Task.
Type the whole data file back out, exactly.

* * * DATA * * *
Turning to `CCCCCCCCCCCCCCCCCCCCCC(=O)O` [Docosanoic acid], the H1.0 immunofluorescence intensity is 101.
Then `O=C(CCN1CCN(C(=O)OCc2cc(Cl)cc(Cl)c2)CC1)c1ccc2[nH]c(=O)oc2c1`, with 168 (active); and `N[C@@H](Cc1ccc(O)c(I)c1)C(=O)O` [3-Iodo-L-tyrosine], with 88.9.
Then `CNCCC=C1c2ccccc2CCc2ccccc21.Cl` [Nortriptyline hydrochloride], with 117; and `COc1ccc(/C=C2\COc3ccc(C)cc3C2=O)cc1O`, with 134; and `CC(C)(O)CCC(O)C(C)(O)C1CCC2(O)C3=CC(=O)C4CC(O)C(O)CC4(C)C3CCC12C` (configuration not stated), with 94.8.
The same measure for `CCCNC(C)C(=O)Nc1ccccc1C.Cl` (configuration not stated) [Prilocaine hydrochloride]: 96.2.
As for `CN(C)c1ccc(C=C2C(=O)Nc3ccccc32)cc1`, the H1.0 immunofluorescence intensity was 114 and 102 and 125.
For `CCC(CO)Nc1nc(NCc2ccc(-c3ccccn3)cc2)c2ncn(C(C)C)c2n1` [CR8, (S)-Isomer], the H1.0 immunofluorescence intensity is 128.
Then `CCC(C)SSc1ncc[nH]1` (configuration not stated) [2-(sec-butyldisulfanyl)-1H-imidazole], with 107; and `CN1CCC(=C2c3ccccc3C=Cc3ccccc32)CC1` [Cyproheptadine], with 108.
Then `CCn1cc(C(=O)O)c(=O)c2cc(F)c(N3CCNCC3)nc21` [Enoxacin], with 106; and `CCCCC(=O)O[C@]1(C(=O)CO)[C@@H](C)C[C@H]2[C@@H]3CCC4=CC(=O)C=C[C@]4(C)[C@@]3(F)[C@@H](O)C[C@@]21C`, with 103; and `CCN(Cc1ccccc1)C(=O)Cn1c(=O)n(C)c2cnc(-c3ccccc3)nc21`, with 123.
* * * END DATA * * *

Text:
Turning to `CCCCCCCCCCCCCCCCCCCCCC(=O)O` [Docosanoic acid], the H1.0 immunofluorescence intensity is 101.
Then `O=C(CCN1CCN(C(=O)OCc2cc(Cl)cc(Cl)c2)CC1)c1ccc2[nH]c(=O)oc2c1`, with 168 (active); and `N[C@@H](Cc1ccc(O)c(I)c1)C(=O)O` [3-Iodo-L-tyrosine], with 88.9.
Then `CNCCC=C1c2ccccc2CCc2ccccc21.Cl` [Nortriptyline hydrochloride], with 117; and `COc1ccc(/C=C2\COc3ccc(C)cc3C2=O)cc1O`, with 134; and `CC(C)(O)CCC(O)C(C)(O)C1CCC2(O)C3=CC(=O)C4CC(O)C(O)CC4(C)C3CCC12C` (configuration not stated), with 94.8.
The same measure for `CCCNC(C)C(=O)Nc1ccccc1C.Cl` (configuration not stated) [Prilocaine hydrochloride]: 96.2.
As for `CN(C)c1ccc(C=C2C(=O)Nc3ccccc32)cc1`, the H1.0 immunofluorescence intensity was 114 and 102 and 125.
For `CCC(CO)Nc1nc(NCc2ccc(-c3ccccn3)cc2)c2ncn(C(C)C)c2n1` [CR8, (S)-Isomer], the H1.0 immunofluorescence intensity is 128.
Then `CCC(C)SSc1ncc[nH]1` (configuration not stated) [2-(sec-butyldisulfanyl)-1H-imidazole], with 107; and `CN1CCC(=C2c3ccccc3C=Cc3ccccc32)CC1` [Cyproheptadine], with 108.
Then `CCn1cc(C(=O)O)c(=O)c2cc(F)c(N3CCNCC3)nc21` [Enoxacin], with 106; and `CCCCC(=O)O[C@]1(C(=O)CO)[C@@H](C)C[C@H]2[C@@H]3CCC4=CC(=O)C=C[C@]4(C)[C@@]3(F)[C@@H](O)C[C@@]21C`, with 103; and `CCN(Cc1ccccc1)C(=O)Cn1c(=O)n(C)c2cnc(-c3ccccc3)nc21`, with 123.